- Peggy Olsen, Mad Men. Roger gets all the one-liners, and Don gets most of the dramatic red meat, but this season, Mad Men’s fourth (and perhaps best) really belonged to Peggy. She grew professionally, and personally (see her kept at arms length boy toy, or flirtations with the bohemian lifestyle), and her dramatic confrontation with Don in the single best episode of television this year, “The Suitcase,” was the natural apex of her evolution.
- Sherlock Holmes, Sherlock. How do you breathe life into a character so well known, and who has been portrayed indelibly so many times in so many mediums? Stephen Moffat seems to have found the trick, casting the wonderfully named Benedict Cumberbatch as the world’s most famous and competent detective in his modern day reboot of Sherlock Holmes. He didn’t wear a deerstalker cap and was addicted to his mobile phone, yet this incarnation was unmistakably Holmes – all manic energy and five steps ahead intellectual acumen.
- Richard Harrow, Boardwalk Empire. Fortunately for us, Jack Huston’s Richard has been added to the primary cast for BE’s second season. Richard did so much with so little this year (see his vet hospital scenes with Jimmy, or his encounters with Margaret’s kids), but he was never less than captivating.
- Raylan Givens, Justified. Timothy Olyphant’s US Marshal was a charismatic addition to the stable of FX leading men. Givens didn’t always want to draw his piece, but when he did, you had fair warning that he knows how to use it. Though only the pilot episode was drawn directly from the works of Elmore Leonard, the show remained true to Leonard’s mood and style of dialogue, and Olyphant was terrific at capturing the charming, laconic yet deadly vibe of this complex character.
- Sunil, In Treatment. Either you’re on board for In Treatment’s 30 minute series of “one act plays,” or you’re not. If you are, you get to witness some of the best pure acting on television today. There’s not a lot you can do with 2 people, in a room, talking, so the degree to which In Treatment propels you along as a viewer depends to a superhuman degree on the caliber of the actors. In Treatment has been blessed with some great performances, and season three was no exception. In fact, it’s hard to single out just one. Dane DeHaan, Debra Winger and particularly Amy Ryan, were all spectacular, but to me, Irrfan Khan as Sunil is the one most worthy of singling out. As Paul’s first patient of the week, a prickly father in law displaced from his home in Calcutta, Sunil was pitiable, uncomfortable, threatening and always mesmerizing. To say more would diminish the surprise of his arc, but it’s definitely one of the best performances of year.
- Russell Edgington, True Blood. Let’s face it, True Blood’s third season was a hot mess. The plot never really came together, and too many new (and fairly uninteresting) characters were jammed uncomfortably into a sprawling regular ensemble that wasn’t given enough to do. But the one bright spot of the season was Denis O’Hare’s imperious vampire king, Russell Edgington. O’Hare didn’t just chew scenery, he devoured it voraciously, spit it out, and came back for seconds. And we loved every minute of it. On a show that’s borderline camp anyway, Edgington walked up to that line and did a pirouette over it, yet never failed to keep you entertained. Even as he gave soliloquies to a glass jar full of the gooey remains of his lover, O’Hare made you feel for Russell all while you’re wondering how the hell can any actor pull this off. His “interruption” of a local newscast was a high point of the TV season, equal parts chilling and laugh your ass off funny.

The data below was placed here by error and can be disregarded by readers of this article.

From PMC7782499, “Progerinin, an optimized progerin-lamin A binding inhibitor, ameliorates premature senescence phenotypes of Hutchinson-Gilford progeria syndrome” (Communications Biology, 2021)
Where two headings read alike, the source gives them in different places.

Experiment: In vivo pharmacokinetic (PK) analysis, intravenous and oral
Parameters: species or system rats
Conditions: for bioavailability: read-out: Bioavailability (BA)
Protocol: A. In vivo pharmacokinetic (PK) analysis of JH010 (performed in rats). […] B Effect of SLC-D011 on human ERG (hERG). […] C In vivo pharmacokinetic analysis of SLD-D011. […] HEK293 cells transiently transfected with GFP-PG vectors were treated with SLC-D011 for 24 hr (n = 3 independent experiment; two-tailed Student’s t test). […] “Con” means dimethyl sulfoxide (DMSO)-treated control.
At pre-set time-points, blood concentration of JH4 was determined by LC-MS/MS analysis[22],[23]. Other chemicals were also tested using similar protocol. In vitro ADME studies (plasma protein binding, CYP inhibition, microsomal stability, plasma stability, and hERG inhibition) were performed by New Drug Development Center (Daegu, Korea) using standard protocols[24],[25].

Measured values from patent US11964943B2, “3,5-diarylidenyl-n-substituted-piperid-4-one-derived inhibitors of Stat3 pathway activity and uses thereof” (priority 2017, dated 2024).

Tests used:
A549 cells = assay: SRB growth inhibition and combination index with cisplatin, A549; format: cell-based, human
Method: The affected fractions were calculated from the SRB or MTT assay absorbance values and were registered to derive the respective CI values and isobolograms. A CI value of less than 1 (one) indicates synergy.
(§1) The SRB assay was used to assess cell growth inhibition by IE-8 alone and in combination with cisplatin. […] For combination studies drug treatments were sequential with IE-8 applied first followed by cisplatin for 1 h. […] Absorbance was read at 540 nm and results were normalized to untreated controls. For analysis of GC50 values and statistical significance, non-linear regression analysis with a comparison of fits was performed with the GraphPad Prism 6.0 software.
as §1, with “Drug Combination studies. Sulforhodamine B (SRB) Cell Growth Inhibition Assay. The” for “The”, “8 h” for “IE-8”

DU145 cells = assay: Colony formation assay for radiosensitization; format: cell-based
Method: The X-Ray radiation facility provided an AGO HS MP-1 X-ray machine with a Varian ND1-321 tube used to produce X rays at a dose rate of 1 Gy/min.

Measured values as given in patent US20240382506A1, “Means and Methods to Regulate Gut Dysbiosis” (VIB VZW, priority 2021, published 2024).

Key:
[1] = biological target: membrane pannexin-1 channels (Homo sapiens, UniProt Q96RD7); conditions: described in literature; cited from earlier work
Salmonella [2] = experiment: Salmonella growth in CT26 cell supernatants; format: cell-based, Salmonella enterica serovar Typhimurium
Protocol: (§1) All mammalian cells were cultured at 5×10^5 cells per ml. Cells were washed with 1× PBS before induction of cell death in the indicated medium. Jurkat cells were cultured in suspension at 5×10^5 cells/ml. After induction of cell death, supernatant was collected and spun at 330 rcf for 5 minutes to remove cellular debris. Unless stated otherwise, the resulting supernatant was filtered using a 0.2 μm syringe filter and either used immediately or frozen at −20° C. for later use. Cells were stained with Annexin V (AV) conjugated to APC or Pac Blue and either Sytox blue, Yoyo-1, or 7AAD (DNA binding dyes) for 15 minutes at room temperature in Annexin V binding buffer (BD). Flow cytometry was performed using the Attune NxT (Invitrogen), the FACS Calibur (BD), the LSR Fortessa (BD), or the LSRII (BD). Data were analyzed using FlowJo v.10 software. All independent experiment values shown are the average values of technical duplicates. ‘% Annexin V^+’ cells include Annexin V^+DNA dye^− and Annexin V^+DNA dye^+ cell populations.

- Jack Donaghy, 30 Rock. Even when the show heads into one of its “down periods” (like most of last year), the core relationship between Liz Lemon and Jack is reason enough to tune in. Fortunately, 30 Rock seems to have found another gear this year, and is making the most of its parts (hell, even Jenna is funny, and Kenneth is tolerable in small doses). Alec Baldwin’s Jack, always a highlight, even in the fallow periods, has never been better. Well, his multi-voiced “therapy” with Tracy was an all-time highlight, but this year, his video messages to his unborn son are right up there in a collection of Jack’s greatest hits.
So there you have it. Agree or disagree? Who were your favorite characters of the calendar year?
Finally, congratulations to Jim Zvonec, who won this year's contest by correctly identifying 20 of the 25 characters (breaking a tie, having the earliest timestamp by 8 minutes!). Jim wins an HD television episode of his choice, featuring one of the 25 characters shown above.
Thanks to everyone for playing, and we'll see you around these parts next year for the third edition of the contest. Happy Holidays and great TV for all.